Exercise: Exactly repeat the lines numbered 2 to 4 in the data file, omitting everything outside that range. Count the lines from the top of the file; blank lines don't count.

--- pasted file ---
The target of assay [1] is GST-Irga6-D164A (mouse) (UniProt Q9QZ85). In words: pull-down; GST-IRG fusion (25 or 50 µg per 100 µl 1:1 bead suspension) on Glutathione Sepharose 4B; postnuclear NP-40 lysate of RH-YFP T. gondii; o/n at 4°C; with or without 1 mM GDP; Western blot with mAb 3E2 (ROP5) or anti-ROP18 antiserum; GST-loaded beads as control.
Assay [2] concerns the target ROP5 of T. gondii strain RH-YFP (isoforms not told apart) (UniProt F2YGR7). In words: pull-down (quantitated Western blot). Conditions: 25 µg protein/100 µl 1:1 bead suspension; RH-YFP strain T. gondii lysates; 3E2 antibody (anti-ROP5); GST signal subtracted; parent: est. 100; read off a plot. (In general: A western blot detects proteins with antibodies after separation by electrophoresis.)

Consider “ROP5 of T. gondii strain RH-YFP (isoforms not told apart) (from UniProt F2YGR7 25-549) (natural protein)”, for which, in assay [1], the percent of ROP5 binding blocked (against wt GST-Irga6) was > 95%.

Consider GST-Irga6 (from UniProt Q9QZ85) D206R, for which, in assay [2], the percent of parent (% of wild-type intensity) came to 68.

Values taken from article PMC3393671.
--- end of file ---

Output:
Assay [2] concerns the target ROP5 of T. gondii strain RH-YFP (isoforms not told apart) (UniProt F2YGR7). In words: pull-down (quantitated Western blot). Conditions: 25 µg protein/100 µl 1:1 bead suspension; RH-YFP strain T. gondii lysates; 3E2 antibody (anti-ROP5); GST signal subtracted; parent: est. 100; read off a plot. (In general: A western blot detects proteins with antibodies after separation by electrophoresis.)

Consider “ROP5 of T. gondii strain RH-YFP (isoforms not told apart) (from UniProt F2YGR7 25-549) (natural protein)”, for which, in assay [1], the percent of ROP5 binding blocked (against wt GST-Irga6) was > 95%.

Consider GST-Irga6 (from UniProt Q9QZ85) D206R, for which, in assay [2], the percent of parent (% of wild-type intensity) came to 68.